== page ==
13 Lessons Learned from My Pursuit of Fred: A Story with a Happy Ending

by Tobi Schwartz-Cassell

This article originally appeared in the January-February 2013 issue of Girlfriendz Magazine—the magazine I founded and published for seven years. This story is true, and it has a happy ending. I updated the info a bit, and it still has a happy ending. 🙂


This is Fred
This is Fred

Did you follow his saga on the Girlfriendz Magazine Facebook page? If you didn’t, here it is in a nutshell: The Cassell family adopted a 3-year old Beagle/Foxhound in October 2012. We named him Fred…he ran away…we found him…he underwent emergency surgery that night…and all that took place in just three days.

Fred is a dog who is easily frightened. So much so that it led those gentle souls at Lindenwold’s Animal Adoption Center to conclude that he’d probably never lived inside a house, or experienced the love of an owner, or even had a name.

I wouldn’t doubt their assessment. The evening we brought him home, he was afraid to walk through our front door.

A few nights after we adopted him, we took him out for a ride in the c-a-r to purchase a brand new collar on which to hang his shiny new tags.

Fred’s sister, Jazz (who, at the time was 12, but sadly passed away the next year) was a Shepherd/Pit Bull mix who was perfectly comfortable visiting the big pet care store in Marlton. She knew it was the place where she could sniff the other dogs’ butts, down some snacks and choose a new toy. But that’s not how Fred experienced it.

Terrified by the automatic doors, he never made it into the store. He did a 180, darted straight through the busy parking lot, miraculously dodged cars as he fled across Route 70, and then dropped out of sight—Jazz’s borrowed harness and leash whipping behind him.

Three anguish-filled days later, we found him. He’d been hurt so badly that he needed immediate emergency surgery, antibiotics and painkillers, (and whoever came up with that Elizabethan collar?). But he made it home again and that’s all that matters.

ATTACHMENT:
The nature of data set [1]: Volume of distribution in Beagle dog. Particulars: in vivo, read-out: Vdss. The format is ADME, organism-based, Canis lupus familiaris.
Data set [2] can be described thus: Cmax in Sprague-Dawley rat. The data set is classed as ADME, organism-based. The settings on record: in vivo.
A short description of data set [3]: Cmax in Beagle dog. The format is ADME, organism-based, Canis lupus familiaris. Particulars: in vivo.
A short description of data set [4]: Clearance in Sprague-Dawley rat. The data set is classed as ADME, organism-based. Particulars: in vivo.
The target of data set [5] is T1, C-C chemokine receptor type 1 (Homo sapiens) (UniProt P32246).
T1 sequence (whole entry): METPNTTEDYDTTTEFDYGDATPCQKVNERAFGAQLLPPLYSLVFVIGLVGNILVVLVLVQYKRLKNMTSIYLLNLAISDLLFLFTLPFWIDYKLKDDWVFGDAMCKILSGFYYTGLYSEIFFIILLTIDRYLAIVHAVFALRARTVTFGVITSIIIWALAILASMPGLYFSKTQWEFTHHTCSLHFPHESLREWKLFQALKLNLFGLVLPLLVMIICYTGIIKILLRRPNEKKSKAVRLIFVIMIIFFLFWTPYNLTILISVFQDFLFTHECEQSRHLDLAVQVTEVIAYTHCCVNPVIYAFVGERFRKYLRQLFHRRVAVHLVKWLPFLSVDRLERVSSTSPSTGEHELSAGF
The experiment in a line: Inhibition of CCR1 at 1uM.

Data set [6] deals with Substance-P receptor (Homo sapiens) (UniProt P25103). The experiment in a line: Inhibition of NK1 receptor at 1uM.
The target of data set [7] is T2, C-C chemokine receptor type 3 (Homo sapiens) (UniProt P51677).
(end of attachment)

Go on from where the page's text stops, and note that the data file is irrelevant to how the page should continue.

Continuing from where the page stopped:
Life is full of lessons and here’s what I learned during My Pursuit of Fred:

LESSON 1: Dumpsters play a huge role in the search for a lost dog. I crept behind many restaurants, hoping I’d find my hungry pup. I didn’t, but…

LESSON 2: The best place to hang Lost Dog posters in a townhome community is the dumpsters. Because, according to my friend Hope, “Everyone has to visit them at least once a week.”

LESSON 3: A girl from suburbia (me) can hunt through the thickest woods—several times!—and live to tell the tale.

LESSON 4: Once a mystery is solved, mystery still remains. Fred left us wearing Jazz’s harness and leash, and came back wearing neither.

LESSON 5: Microchipping your pet is not an option. Do it and do it NOW.

LESSON 6: Even non-dog people respond to a lost dog.

LESSON 7: Emergency vet services are expensive but worth every penny.

LESSON 8: Your family and friends aren’t the only ones who care about you. Your acquaintances and strangers do, too.

LESSON 9: Facebook is the bomb. Literally. Fred made it all the way around the world. Figuratively. His story went viral throughout the U.S., all the way to Australia, with a combined 600+ shares. This led my friend Pam to suggest, “Maybe Fred needs his own Facebook page.”

LESSON 10: Prayer does work.

LESSON 11: Miracles do happen.

LESSON 12: Bad things happen to good people.